The documentary Akwantu: The Journey is not a big splash in the ocean like the Hollywood heavy hitters that were analysed by hordes of press at the 2012 Toronto International Film Festival. Akwantu (ah-quent-two-oh) is a pebble in a pond, but its ripple effects are significant enough to compel attention.
Extending beyond his range as a Hollywood stuntman and stunt director, Roy T. Anderson may be executing his greatest stunt yet. A Canadian of Jamaican heritage, Anderson’s sophomore self-funded film is a convincing piece of work about the Jamaican Maroons, this hemisphere’s first successful freedom trendsetters.
Private and self-contained, the Jamaican Maroons allowed Anderson into their community because he was one of them coming home to embrace his ancestry. With their cooperation, he cinematically revealed who they are, and where they had come from – a people stolen from African by European slave traders and shipped to the Caribbean.
This is a David and Goliath story about the British Empire’s inability to dislodge and subdue a small band of essentially unarmed African men and women who had the nerve to run away from the colonial plantations where they were held in bondage. Fleeing to the hills of Jamaica, they would eventually fortify themselves, resisting recapture to remain a free and self-governing independent people to this very day.
One caution: the ambitious task of grappling with the in-depth history and politics of the Maroons is not to be found here. This is understandable given the complex amount of detail required in such an undertaking.
However, Anderson, an independent filmmaker, deserves merit for filling a gap in contemporary cinema where positive content pertaining to Caribbean history has been conspicuously absent.
Rather than aiming for a tell-all comprehensive historical account, Anderson chose to focus on an intimate personal story by embarking on a journey to rediscover and reveal his personal connection to Maroon pedigree.
In his generosity, Anderson invites us to join him on his journey, which takes him to West Africa, the U.S. and the Caribbean. During the course of his travels, he attempts to explore existential questions regarding his identity, spirituality and sense of belonging.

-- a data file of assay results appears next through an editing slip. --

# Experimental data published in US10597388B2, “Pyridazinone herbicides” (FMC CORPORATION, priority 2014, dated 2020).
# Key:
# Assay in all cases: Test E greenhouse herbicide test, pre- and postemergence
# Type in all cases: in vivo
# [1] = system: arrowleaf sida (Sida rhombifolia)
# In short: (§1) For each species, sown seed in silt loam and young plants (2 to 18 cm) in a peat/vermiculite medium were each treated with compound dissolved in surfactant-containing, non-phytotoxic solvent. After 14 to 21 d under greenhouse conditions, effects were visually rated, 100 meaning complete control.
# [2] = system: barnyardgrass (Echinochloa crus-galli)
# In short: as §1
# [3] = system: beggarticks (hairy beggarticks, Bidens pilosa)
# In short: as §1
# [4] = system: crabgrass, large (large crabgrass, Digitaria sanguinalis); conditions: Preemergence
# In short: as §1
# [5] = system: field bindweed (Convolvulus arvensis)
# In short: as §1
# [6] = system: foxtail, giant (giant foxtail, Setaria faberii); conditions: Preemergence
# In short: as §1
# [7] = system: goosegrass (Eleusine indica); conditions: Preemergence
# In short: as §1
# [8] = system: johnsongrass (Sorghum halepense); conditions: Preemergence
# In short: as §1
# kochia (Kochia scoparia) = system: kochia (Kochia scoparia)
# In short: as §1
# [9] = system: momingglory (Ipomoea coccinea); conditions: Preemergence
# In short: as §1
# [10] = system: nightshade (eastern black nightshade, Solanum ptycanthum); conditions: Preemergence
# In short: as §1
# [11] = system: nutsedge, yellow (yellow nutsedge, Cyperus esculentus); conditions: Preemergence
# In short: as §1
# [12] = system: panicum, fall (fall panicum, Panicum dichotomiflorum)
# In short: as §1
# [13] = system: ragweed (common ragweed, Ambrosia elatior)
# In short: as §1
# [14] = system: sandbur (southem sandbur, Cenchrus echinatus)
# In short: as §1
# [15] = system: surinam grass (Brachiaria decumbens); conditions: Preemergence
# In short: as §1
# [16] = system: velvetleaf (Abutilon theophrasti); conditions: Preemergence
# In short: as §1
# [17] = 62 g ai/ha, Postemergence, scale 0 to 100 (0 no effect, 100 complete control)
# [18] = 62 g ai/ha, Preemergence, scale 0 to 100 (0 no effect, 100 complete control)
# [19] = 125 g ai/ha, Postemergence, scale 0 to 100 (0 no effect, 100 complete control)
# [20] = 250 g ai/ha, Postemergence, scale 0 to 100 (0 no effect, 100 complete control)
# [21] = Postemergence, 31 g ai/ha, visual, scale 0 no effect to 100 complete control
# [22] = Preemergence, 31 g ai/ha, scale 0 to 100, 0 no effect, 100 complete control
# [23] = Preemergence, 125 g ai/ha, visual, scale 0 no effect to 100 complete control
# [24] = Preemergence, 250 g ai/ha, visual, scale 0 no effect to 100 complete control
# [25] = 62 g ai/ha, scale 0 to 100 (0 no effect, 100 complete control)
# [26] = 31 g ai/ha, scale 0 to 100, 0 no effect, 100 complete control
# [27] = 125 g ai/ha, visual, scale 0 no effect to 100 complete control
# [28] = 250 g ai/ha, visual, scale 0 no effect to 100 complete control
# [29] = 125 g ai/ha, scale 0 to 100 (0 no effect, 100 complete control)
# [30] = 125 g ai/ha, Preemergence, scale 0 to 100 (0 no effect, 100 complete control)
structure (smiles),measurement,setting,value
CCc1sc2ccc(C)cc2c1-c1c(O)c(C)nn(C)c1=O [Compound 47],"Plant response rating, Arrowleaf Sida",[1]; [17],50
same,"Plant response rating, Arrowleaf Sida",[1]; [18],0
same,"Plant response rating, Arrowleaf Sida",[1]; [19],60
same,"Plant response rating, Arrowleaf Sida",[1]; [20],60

In Akwantu, Anderson details his own Maroon family tree as his grandfather, Alfred Rowe, provides a bridge to this past. It is a wonderful and enchanting film, highlighted by Anderson’s conversations with elders, extended family and other sources within the Jamaican Maroon kinship.
The film’s narration, deeply personal and heartfelt, is in the first person, enhancing its authenticity. This is where the documentary excels the most, in its sincere warmth and openheartedness. With clarity and conviction, Anderson narrates a well-articulated script describing the enthralling saga of how oppression, exploitation and freedom co-mingle, and how freedom trumps both.
Akwantu fills the screen with absorbing compelling images such as the unmistakable trademark abeng, traditional drumming, and the effortless rhythmic gyrating dance of the Maroons as they bounce and hop as if dancing on coals of fire, or as if engaged in martial combat.
There are animation sequences to add variety. There are villains. There are heroes. There is emotion, pathos and pain. There is the ultimate triumph of the human spirit over adversity. It is sprinkled with momentary laughter, making the documentary convivial. The soundtrack, rooted in the jazz aesthetic, is earthy and wistful, evoking a sense of mystery and a haunting melancholy.
The characters throughout the film stand stately, spellbindingly and affably. Depicted as people of strength, dignity and forbearance, they are a counterpoint to the jaundiced conventional negative representations of people of African descent in today’s mass media.
For example, Packieman, the filmmaker’s uncle, exudes purity and beauty of spirit, his words tinged with rugged grace. His emotional contribution is reflective of the dignified strength exemplified by the Maroons.
The filmmaker’s brother, Adisa Oji, also elevates the documentary’s discourse. Like an exclamation mark, he alerts us to the underlying concerns unearthed by the documentary. Oji evinces a raw unadulterated outpouring of tribute to his ancestors.
Here the documentary takes on a different tone, challenging us to abandon the frivolous external trappings of a colonial past and to instead embrace the full restoration of self by responsibly reconnecting with one’s ancestry.
Akwantu is a triumph for Anderson, who rose to the challenge of telling the tale of chronicling the Maroons on film. It is a source of pride for people everywhere who love justice. It is fuel to the fire in the belly of those passionate about freedom, and is a source of inspiration to those who are moved by examples of initiative, courage, and a sense of purpose. It is a clarion call for all, but for students and young people in particular, Akwantu should be required viewing.
That one person could take their creative destiny into their own hands and add value that wasn’t there before is a fantastic contribution to commemorate. This documentary is unheralded now.
Wait…give it time.
The Canadian premiere of Akwantu: The Journey, will be held at 6 p.m. on Sunday, October 7 at the TIFF Bell Lightbox, Reitman Square, 350 King St. West.
BY MELLO AYO